Six Seconds of Exercise 'Can Transform Health': Study Reveals
By Indrani Bhattacharyya | July 28, 2014 3:53 PM EST
According to a pilot study which involved twelve pensioners showed that going all-out in very short bursts, reduced blood pressure and improved general fitness over time amongst them.
The team of Abertay University, Scotland believes this could help avert the "astronomical" costs of sick health in elderly people.
Cast member Gary Oldman poses for photographers as he arrives at the premiere of Robocop at the BFI IMAX Southbank in London in this February 5, 2014, file photo.
Experts confirmed that the study emphasised the benefits of exercise at any age.
High Intensity Training (HIT) has achieved huge attention for promising some of the same benefits as conventional exercise but within a much shorter time period.
Instead of a comfortable half-hour walk, HIT demands push yourself to your optimum limit for some time.
The team in Scotland said that they conducted the first trials in older people.
A group of pensioners were taken into the lab twice a week for six weeks and went hell for leather on an exercise bike for six seconds. After that they would allow their heart rate to recover and repeat the whole process once more, eventually building up to one minute of exercise by the end of the trial.
"Science Daily reports they were not exceptionally fast, but for someone of that age they were, researcher Dr John Babraj said. The results, published in the Journal of the American Geriatrics Society, showed participants had reduced their blood pressure by 9%, increased their ability to get oxygen to their muscles and found day-to-day activities like getting out of a chair or walking the dog easier.”
Scientists feel that this will also help elderly people to generate more social interactions. They also believe that cardiovascular disease and diabetes could be controlled by adapting this method in elderly people.
Coming to the safety, there is an argument that short and strenuous exercise may be safer than conventional exercise.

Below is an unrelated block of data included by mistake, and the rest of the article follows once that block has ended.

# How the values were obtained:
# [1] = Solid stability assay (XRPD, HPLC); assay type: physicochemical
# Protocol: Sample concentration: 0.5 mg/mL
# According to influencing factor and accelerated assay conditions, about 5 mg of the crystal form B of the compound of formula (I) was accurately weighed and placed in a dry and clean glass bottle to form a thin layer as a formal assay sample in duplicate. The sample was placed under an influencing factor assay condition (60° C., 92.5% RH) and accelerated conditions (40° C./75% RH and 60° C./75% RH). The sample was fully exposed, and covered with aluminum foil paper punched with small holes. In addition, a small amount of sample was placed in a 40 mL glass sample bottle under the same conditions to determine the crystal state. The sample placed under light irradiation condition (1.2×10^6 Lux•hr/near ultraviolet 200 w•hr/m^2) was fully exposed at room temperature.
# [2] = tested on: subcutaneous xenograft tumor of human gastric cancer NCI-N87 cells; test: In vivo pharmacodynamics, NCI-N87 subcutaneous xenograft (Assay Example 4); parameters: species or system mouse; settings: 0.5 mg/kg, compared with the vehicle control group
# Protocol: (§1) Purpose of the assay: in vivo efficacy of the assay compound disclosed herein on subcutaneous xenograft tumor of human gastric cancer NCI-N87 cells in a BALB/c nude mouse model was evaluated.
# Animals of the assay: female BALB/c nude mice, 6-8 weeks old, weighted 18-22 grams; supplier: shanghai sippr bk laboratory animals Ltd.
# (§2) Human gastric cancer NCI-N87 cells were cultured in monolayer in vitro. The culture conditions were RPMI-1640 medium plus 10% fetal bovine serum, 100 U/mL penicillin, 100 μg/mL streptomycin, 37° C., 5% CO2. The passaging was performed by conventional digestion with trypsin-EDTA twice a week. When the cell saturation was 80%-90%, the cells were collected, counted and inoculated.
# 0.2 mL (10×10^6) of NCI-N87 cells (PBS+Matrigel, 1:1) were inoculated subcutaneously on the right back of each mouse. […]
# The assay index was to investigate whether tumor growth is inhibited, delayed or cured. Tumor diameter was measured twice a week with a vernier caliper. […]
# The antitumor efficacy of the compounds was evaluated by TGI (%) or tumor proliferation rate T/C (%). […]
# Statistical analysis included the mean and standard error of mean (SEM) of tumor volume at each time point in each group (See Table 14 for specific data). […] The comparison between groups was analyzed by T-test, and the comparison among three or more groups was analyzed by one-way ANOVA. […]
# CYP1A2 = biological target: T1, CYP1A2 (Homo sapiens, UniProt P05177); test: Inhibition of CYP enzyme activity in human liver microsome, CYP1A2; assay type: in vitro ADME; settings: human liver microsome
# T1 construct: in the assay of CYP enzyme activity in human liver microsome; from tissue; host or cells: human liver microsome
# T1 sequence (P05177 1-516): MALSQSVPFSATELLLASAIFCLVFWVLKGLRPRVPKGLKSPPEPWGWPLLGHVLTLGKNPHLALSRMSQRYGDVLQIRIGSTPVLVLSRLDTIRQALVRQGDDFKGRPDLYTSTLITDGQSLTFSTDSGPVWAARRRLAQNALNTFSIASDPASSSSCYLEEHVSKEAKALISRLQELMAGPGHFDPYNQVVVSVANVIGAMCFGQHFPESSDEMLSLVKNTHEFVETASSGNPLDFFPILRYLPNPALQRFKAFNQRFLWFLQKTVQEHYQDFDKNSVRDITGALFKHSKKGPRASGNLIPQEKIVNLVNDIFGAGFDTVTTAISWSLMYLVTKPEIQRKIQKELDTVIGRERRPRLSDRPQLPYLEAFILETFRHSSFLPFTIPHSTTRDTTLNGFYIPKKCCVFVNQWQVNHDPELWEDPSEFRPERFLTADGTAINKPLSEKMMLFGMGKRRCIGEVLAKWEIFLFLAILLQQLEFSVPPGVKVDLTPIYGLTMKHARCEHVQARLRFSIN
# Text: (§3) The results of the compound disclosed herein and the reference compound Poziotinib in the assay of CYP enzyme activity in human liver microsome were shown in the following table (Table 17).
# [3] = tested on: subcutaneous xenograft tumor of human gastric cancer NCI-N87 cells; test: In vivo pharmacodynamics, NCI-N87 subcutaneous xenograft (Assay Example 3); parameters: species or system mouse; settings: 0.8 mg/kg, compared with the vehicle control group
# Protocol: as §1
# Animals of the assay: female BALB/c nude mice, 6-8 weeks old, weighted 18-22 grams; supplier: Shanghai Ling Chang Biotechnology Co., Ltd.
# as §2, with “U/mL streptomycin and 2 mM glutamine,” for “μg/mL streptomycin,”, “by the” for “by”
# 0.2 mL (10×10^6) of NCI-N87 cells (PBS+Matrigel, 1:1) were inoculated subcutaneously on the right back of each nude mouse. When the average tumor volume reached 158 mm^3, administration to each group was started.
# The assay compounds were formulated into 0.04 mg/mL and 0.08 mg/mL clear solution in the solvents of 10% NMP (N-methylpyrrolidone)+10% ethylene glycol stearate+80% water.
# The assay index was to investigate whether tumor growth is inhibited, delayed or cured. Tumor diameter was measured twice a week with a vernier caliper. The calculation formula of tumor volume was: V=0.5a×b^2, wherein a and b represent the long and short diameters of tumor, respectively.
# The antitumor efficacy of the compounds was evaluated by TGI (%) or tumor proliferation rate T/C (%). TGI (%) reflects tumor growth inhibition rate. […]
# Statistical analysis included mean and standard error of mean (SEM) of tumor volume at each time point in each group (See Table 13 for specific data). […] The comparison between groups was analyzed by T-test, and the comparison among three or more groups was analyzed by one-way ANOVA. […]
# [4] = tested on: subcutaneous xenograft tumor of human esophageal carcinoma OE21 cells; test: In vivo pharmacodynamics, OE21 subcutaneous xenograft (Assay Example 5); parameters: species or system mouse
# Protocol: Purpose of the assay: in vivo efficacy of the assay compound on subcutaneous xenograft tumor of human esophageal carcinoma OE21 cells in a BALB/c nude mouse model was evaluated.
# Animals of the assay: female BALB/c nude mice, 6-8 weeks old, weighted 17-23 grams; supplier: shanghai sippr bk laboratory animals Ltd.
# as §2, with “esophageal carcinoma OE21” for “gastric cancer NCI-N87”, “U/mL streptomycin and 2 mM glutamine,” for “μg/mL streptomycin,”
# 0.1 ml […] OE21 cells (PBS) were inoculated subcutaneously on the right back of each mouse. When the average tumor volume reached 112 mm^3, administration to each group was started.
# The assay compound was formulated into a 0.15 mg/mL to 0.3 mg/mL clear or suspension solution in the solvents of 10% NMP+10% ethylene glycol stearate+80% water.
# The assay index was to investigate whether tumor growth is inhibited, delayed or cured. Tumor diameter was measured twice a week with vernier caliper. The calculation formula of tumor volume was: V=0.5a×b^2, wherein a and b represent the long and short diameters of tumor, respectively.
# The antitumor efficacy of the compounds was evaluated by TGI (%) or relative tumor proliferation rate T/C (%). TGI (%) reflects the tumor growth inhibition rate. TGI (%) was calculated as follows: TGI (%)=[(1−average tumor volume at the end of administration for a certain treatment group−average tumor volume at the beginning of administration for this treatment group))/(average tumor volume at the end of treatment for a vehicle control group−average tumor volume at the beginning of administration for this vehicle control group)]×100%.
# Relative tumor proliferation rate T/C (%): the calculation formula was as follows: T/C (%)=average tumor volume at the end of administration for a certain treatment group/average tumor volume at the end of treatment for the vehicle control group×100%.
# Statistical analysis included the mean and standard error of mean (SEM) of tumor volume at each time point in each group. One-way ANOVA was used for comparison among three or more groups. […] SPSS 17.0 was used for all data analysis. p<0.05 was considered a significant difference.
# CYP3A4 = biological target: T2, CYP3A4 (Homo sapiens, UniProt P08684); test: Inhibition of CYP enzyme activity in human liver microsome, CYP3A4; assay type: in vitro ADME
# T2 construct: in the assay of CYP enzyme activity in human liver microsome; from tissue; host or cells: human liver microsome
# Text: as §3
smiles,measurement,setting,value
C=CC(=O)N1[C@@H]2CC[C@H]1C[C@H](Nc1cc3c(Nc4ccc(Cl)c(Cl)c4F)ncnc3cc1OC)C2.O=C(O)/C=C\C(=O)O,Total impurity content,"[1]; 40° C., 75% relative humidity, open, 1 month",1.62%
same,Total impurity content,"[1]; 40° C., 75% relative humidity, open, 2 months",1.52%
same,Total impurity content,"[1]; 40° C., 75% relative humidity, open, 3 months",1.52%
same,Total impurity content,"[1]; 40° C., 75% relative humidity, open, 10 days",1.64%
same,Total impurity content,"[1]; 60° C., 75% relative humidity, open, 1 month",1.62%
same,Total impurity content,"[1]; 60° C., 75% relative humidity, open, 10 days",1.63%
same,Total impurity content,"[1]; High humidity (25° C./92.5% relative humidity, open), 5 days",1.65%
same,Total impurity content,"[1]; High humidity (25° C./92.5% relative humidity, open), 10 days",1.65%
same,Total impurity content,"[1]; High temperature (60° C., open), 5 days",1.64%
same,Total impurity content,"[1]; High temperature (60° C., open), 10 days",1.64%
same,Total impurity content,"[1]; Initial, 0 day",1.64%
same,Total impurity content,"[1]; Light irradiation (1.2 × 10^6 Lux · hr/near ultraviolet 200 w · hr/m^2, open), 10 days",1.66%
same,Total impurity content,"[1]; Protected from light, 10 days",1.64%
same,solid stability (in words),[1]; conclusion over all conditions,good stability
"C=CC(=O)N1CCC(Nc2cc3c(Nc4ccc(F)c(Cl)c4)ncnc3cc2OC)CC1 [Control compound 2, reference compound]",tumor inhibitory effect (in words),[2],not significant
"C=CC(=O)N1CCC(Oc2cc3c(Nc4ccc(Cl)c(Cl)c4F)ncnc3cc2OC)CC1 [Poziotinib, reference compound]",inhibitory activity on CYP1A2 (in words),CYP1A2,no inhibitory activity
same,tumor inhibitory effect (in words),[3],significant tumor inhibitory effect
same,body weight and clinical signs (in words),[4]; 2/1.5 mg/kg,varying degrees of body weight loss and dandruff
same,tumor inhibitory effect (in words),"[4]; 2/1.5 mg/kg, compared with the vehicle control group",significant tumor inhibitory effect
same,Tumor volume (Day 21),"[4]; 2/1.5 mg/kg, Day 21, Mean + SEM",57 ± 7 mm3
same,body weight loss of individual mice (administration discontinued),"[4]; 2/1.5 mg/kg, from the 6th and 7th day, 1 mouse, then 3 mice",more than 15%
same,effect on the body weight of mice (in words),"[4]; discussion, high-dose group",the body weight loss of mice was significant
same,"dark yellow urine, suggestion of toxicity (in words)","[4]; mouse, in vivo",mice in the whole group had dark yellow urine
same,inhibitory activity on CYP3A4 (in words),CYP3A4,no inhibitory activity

“According to BBC ; Dr Adam Gordon, a consultant and honorary secretary of the British Geriatrics Society, told the BBC: "This is a brilliant, fantastic piece of work challenging assumptions about what the right type of exercise is in old age, but I'd encourage them to investigate the benefits in even older and even more frail people.”
Larger trials are awaited.
To contact the editor, e-mail:
Most Popular Slideshows
Join the Conversation
- Ebola News Regarding Wortham's Kindergarteners Infected is False, Angry Reactions
- Ebola Outbreak Blamed on Infected Bushmeat; First Family to Catch Virus Hunted Bats
- Ebola Is Changing The Religious Landscape In West Africa
- Ebola Czar In US To Work On Bringing Down Anxiety Levels About The Epidemic : Nigeria Cheers As It Becomes Ebola Free
- 'Marijuana Cures Ebola' Claim Investigated: Cannabis Researchers Weigh In
- Chilling: New ISIS Video Addresses Australia; Aussie Teen Delivers Message
- The Pirate Bay Blockade: Cost Of Blocking Websites Like TPB Is Ridiculously High
- Xiaomi Mi4 And MiPad Prices Likely Slashed, Thanks To Rivals Oppo, OnePlus And Meizu
- Virginia Woman Who Posted Naked Image Of Ex-BF’s New Partner 1st Person Charged Under Revenge Porn Law
- Australia's 'No Way' Anti-Asylum Seeker Poster Sparks Outrage
- Meizu MX4 Pro To Arrive In November In Black And White Colours, Features Higher Than QHD Display, Exynos 5430 SoC And 3 GB RAM
- Israel Loses A Friend in UN Security Council As New Zealand Replaces Australia